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Unformatted text preview: 10 September/October 2008 Published by the IEEE Computer Society 0272-1716/08/$25.00 © 2008 IEEE Graphically Speaking Editor: Miguel Encarnação Bringing VR and Spatial 3D Interaction to the Masses through Video Games Joseph J. LaViola Jr. University of Central Florida V irtual reality (VR) and 3D user interface (3D UI) research has been going on for more than 20 years, with limited success in being a part of people’s everyday lives. Don’t get me wrong; VR and 3D UIs have been useful in areas such as simulation and training, scientifi c visualization, medicine, and psychological reha- bilitation. 1 But to say that VR and 3D UI research has signifi cantly affected mainstream society is undeniably false. Compared to other technologies such as the mouse and WIMP (windows, icons, menus, point and click) interfaces, VR and 3D UIs have had little impact. However, we’re seeing a change in the utility of VR and 3D UIs, with concepts from these fi elds emerg- ing on a large, mainstream scale. The video game industry, as it has done for real-time 3D computer graphics for the last 15 years, is bringing spatial 3D interaction into people’s living rooms through rather simple, yet effective technologies such as computer vision and motion sensing. What’s even more interesting is that the video game industry has tried many times before to bring VR technology to its customers and failed miserably. Devices such as the Nintendo U-Force and Sega 3D glasses are just two examples of such failures. The question then is why have recent innova- tions such as the Sony EyeToy and Nintendo Wii been so successful? Here, I look at a possible an- swer and discuss the research opportunities pre- sented by the latest commercial push for spatial 3D interaction in games. 3D UIs and video games What do I mean by 3D UIs in video games, anyway? In general, 3D UIs involve input devices and interac- tion techniques for effectively controlling highly dy- namic 3D computer-generated content, 2 and there’s no exception when it comes to video games. A 3D video game world can use one of three basic approaches to interaction. The fi rst maps 2D in- put and button devices, such as the keyboard and mouse, joysticks, and game controllers, to game elements in the 3D world. This is basically the tra- ditional approach; it’s how people have been inter- acting with 3D (and 2D) video games since their inception many years ago. The second approach simulates the real world using replicas of existing devices or physical props. Common examples include steering wheels, light guns, and musical instruments (for example, the guitar in Guitar Hero). These devices don’t neces- sarily provide 3D interaction in the game but do provide 3D input devices that enable more real- istic gameplay....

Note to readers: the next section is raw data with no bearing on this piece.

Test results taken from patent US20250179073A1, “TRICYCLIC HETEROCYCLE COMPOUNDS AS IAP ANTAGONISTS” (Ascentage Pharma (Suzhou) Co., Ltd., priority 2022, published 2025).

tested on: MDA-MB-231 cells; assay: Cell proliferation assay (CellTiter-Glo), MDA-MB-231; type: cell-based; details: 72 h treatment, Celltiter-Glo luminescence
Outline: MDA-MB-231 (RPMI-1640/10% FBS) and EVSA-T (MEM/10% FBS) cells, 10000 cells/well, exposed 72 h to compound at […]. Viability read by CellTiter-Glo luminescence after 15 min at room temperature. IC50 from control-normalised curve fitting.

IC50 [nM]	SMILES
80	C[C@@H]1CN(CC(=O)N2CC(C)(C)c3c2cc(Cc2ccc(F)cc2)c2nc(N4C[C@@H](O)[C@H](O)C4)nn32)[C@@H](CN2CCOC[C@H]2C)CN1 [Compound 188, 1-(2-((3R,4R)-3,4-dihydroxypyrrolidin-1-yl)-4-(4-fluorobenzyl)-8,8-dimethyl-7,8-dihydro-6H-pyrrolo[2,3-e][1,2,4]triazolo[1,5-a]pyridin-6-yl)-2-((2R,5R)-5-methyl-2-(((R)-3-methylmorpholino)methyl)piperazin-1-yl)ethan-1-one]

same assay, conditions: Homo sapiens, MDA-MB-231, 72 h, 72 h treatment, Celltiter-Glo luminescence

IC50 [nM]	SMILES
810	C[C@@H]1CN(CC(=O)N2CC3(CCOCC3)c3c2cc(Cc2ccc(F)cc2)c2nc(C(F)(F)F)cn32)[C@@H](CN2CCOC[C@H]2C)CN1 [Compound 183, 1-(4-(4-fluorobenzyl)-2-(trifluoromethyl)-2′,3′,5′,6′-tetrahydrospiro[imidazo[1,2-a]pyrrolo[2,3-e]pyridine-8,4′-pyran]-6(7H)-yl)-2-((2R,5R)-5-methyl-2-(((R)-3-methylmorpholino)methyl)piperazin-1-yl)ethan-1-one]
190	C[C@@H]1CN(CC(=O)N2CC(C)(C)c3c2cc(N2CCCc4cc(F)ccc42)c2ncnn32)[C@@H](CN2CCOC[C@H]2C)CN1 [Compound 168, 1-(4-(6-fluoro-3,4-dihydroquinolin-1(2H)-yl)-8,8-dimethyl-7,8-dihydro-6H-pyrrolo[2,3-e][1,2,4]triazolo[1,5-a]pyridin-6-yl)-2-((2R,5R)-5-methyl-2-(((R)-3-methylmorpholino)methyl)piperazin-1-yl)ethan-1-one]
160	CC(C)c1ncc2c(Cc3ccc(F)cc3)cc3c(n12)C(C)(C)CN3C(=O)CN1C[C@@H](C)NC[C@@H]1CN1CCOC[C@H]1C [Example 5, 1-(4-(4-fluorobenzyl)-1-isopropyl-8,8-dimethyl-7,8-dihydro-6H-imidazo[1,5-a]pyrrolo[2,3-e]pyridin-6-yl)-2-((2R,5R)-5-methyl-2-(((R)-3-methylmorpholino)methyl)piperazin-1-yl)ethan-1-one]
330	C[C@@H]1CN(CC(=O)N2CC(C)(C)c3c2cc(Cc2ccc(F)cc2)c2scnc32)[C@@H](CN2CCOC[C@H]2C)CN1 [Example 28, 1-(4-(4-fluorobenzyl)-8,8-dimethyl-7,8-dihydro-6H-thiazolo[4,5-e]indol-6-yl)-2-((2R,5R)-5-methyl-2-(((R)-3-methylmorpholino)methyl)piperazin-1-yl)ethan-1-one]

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- Spring '08
- Input devices, game consoles